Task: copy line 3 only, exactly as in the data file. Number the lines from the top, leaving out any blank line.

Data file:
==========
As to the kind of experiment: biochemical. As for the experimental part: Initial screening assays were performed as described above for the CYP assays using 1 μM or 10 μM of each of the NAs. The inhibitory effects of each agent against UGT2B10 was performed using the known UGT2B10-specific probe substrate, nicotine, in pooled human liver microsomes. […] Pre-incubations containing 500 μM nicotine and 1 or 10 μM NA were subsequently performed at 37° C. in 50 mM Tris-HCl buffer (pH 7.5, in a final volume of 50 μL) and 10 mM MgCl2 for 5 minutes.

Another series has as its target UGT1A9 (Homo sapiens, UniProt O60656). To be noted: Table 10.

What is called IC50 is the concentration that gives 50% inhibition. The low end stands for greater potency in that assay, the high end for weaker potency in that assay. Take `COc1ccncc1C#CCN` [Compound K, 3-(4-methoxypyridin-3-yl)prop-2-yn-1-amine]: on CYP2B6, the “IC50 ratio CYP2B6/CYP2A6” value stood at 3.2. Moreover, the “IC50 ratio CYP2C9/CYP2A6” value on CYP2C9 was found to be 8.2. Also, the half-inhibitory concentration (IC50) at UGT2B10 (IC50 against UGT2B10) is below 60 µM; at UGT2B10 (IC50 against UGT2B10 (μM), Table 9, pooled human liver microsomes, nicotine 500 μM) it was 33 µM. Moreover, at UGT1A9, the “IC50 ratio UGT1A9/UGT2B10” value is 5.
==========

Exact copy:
What is called IC50 is the concentration that gives 50% inhibition. The low end stands for greater potency in that assay, the high end for weaker potency in that assay. Take `COc1ccncc1C#CCN` [Compound K, 3-(4-methoxypyridin-3-yl)prop-2-yn-1-amine]: on CYP2B6, the “IC50 ratio CYP2B6/CYP2A6” value stood at 3.2. Moreover, the “IC50 ratio CYP2C9/CYP2A6” value on CYP2C9 was found to be 8.2. Also, the half-inhibitory concentration (IC50) at UGT2B10 (IC50 against UGT2B10) is below 60 µM; at UGT2B10 (IC50 against UGT2B10 (μM), Table 9, pooled human liver microsomes, nicotine 500 μM) it was 33 µM. Moreover, at UGT1A9, the “IC50 ratio UGT1A9/UGT2B10” value is 5.